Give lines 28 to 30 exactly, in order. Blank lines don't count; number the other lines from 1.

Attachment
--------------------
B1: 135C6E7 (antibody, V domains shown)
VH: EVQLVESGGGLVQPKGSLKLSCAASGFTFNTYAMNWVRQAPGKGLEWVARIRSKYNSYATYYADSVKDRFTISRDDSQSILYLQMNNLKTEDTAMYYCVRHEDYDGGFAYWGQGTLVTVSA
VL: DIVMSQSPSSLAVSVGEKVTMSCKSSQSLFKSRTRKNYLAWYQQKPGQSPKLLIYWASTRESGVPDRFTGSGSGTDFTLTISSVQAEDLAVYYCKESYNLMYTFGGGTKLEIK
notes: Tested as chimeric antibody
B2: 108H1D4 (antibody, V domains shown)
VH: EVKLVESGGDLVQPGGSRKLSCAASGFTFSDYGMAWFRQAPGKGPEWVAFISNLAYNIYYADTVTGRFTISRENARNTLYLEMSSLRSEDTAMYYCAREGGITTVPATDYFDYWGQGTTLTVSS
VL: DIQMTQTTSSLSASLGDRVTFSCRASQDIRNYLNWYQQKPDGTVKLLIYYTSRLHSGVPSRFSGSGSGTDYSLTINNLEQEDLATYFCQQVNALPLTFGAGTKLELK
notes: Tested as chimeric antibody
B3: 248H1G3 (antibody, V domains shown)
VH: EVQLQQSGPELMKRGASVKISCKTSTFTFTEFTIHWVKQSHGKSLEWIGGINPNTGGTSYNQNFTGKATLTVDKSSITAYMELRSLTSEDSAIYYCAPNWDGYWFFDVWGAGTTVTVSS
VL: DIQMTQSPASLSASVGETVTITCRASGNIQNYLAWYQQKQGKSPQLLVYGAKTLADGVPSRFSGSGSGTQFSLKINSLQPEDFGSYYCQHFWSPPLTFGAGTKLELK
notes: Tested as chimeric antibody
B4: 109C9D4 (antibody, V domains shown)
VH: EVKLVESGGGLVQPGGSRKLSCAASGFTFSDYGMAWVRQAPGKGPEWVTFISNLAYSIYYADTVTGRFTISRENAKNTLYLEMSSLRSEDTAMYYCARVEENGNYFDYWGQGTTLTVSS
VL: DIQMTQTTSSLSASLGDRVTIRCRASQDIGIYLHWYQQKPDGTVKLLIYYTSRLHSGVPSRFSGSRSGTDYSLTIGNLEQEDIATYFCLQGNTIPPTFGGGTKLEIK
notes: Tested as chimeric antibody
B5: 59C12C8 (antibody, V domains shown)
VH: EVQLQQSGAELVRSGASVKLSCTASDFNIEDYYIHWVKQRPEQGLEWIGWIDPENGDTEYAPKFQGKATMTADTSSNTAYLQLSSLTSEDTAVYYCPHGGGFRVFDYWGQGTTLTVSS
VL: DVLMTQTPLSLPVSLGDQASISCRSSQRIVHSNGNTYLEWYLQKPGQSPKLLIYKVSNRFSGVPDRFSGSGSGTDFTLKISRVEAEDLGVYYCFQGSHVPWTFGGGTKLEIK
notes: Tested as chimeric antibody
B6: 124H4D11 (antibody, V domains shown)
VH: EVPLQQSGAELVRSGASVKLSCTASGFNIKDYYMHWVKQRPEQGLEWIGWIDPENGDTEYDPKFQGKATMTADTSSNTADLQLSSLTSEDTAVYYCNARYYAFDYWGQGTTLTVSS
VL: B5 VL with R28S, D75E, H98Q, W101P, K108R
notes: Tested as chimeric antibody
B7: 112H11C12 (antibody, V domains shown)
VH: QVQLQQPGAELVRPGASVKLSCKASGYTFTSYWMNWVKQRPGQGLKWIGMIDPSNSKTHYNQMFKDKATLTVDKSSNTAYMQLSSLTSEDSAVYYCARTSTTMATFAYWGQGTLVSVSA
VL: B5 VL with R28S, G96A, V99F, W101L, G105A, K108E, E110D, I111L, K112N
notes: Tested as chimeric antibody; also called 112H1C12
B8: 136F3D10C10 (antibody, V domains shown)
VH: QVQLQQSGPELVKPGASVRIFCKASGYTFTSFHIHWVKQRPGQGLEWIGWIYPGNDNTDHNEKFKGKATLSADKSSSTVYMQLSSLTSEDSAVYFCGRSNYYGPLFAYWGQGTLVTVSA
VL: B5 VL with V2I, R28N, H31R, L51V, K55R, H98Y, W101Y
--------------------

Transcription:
notes: Tested as chimeric antibody; also called 112H1C12
B8: 136F3D10C10 (antibody, V domains shown)
VH: QVQLQQSGPELVKPGASVRIFCKASGYTFTSFHIHWVKQRPGQGLEWIGWIYPGNDNTDHNEKFKGKATLSADKSSSTVYMQLSSLTSEDSAVYFCGRSNYYGPLFAYWGQGTLVTVSA